Piano From A 4th Story Window completely flattened me. (Sorry, couldn’t resist)
Potts’s book Piano From A 4th Storey Window is fucking ace. I don’t usually say things like ‘fucking ace’ but it seems to fit. I can’t think of a better way of expressing the sense of exhilaration I felt every time I picked up the book, and the exhilaration stayed with me all the way through. No disappointments, not one.
The characters come alive in this book
The characters were thoroughly alive, and a large part of that came about through the wonderfully written dialogues that permeate the book. I really think that dialogue is the hardest thing to write convincingly – and harder still is to write dialogue that is convincing, funny and pertinent. Potts seems to do all this with ease. The characters come alive in this book more than anything through the conversations which they hold. Realistic conversations, which are written the way people actually talk.
I wandered along with the book without any regard for the plot for a good number of pages, which is unusual for me. I suppose it’s fair to say that it’s a relationship novel, which isn’t really my thing most of the time. What is my thing though is books that keep harrying you, that don’t let you walk away from them. I don’t care what the book’s about, if the writing itself holds my attention I’ll stay with it.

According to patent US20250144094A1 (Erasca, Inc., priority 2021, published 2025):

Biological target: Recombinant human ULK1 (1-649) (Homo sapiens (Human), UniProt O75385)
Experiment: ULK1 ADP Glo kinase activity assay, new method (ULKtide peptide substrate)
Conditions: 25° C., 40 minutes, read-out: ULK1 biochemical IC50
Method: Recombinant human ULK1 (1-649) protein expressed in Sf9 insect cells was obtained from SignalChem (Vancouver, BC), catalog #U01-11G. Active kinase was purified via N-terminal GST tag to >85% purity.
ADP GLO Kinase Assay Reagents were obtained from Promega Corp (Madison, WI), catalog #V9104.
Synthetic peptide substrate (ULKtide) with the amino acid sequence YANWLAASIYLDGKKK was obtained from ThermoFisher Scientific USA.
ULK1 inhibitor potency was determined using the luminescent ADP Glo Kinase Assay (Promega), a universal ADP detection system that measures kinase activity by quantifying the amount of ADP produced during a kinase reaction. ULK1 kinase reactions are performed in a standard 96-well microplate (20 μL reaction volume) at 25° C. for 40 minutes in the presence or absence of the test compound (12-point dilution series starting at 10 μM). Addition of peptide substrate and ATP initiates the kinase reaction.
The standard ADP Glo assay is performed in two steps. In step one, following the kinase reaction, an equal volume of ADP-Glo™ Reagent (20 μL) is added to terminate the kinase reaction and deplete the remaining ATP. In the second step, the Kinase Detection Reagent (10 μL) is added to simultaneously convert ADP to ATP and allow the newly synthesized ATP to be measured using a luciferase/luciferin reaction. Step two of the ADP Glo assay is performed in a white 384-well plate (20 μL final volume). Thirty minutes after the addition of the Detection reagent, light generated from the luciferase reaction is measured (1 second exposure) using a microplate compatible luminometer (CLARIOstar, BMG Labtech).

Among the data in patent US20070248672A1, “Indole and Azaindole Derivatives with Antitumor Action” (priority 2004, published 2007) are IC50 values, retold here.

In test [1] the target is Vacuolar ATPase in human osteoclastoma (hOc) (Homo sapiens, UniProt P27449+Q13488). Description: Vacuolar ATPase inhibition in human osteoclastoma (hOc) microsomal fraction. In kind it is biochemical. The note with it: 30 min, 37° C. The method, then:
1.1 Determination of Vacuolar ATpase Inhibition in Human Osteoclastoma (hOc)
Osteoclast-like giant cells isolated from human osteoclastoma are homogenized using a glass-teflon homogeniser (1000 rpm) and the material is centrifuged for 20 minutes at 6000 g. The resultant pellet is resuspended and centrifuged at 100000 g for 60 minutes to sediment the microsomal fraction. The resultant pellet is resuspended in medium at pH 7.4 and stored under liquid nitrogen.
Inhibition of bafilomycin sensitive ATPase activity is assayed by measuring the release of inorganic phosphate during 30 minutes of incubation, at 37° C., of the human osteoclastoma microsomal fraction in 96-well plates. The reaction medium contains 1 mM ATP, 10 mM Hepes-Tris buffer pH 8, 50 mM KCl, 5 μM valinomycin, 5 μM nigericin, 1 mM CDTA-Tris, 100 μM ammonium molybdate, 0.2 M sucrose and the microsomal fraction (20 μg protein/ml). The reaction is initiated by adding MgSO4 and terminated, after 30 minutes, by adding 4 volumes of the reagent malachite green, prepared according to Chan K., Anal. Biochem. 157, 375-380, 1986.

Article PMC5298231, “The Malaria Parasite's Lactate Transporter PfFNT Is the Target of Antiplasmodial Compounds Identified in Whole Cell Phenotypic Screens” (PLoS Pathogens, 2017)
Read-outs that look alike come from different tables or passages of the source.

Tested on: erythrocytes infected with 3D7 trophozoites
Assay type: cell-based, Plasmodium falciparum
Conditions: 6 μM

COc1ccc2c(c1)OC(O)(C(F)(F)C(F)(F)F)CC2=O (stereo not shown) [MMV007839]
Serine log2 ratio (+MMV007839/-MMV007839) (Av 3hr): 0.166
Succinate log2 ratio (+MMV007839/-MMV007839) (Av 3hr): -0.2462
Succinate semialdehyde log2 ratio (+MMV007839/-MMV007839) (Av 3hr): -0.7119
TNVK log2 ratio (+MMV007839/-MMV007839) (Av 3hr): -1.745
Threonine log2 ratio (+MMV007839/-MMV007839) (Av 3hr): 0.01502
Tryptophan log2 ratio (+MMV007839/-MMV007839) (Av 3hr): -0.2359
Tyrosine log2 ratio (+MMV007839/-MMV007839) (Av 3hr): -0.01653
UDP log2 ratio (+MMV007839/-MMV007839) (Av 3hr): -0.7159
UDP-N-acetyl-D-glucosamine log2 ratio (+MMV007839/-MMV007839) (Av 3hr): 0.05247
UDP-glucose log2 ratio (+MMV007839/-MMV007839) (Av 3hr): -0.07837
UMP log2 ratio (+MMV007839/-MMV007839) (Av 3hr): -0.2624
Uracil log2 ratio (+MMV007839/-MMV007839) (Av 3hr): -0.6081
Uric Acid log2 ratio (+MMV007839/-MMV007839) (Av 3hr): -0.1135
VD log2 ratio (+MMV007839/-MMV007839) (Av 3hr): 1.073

watching defences droop and drop one by one
There have been very few books which I’ve read in the last year which have truly delighted me, but this was one. And when the plot thickens, when large events and human tragedies eventually come into it, you’re already fully committed to the characters and so you live through the suffering with them in a way that you wouldn’t if you hadn’t had time to get acquainted, if you hadn’t gone with them through the difficult first forays of fancying someone, of coming together with them, of watching defences droop and drop one by one.
Potts has written a wonderful, warm, funny, humanistic, extremely entertaining and thoroughly captivating novel. I think that Potts can write incredibly well. Hidden tendernesses are given up but only after a fight. Riotously funny bar and bookshop conversations are masterfully sketched. Human lives are given their proper dimensions, filled out bit by bit with everyday foibles and human weaknesses. By the end of the book we have taken our place at the bar in 8, and wandered half-pissed between there and the bookshop, we have staggered home and left a keepsake there for which we must return, we have been drawn irrevocably into the lives of this cast of all too human characters. Recommended!
Get the book here: PIANO FROM A 4TH STOREY WINDOW (English Edition)
Review by Noel Maurice, author of The Berlin Diaries Vol. I: Tacheles ’91 (English Edition)